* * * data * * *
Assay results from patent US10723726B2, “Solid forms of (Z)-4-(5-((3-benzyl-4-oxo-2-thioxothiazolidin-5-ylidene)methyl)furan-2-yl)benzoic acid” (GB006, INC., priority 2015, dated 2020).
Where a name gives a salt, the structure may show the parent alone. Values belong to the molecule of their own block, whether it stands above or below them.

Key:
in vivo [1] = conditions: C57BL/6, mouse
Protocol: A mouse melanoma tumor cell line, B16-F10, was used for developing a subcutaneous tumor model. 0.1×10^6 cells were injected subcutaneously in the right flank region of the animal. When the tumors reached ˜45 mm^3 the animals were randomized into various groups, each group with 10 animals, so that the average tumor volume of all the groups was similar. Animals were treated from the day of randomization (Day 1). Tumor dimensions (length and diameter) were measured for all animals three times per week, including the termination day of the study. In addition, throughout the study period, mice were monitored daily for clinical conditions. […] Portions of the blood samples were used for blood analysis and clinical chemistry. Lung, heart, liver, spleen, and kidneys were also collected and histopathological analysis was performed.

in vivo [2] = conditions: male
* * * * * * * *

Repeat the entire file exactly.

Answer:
Assay results from patent US10723726B2, “Solid forms of (Z)-4-(5-((3-benzyl-4-oxo-2-thioxothiazolidin-5-ylidene)methyl)furan-2-yl)benzoic acid” (GB006, INC., priority 2015, dated 2020).
Where a name gives a salt, the structure may show the parent alone. Values belong to the molecule of their own block, whether it stands above or below them.

Key:
in vivo [1] = conditions: C57BL/6, mouse
Protocol: A mouse melanoma tumor cell line, B16-F10, was used for developing a subcutaneous tumor model. 0.1×10^6 cells were injected subcutaneously in the right flank region of the animal. When the tumors reached ˜45 mm^3 the animals were randomized into various groups, each group with 10 animals, so that the average tumor volume of all the groups was similar. Animals were treated from the day of randomization (Day 1). Tumor dimensions (length and diameter) were measured for all animals three times per week, including the termination day of the study. In addition, throughout the study period, mice were monitored daily for clinical conditions. […] Portions of the blood samples were used for blood analysis and clinical chemistry. Lung, heart, liver, spleen, and kidneys were also collected and histopathological analysis was performed.

in vivo [2] = conditions: male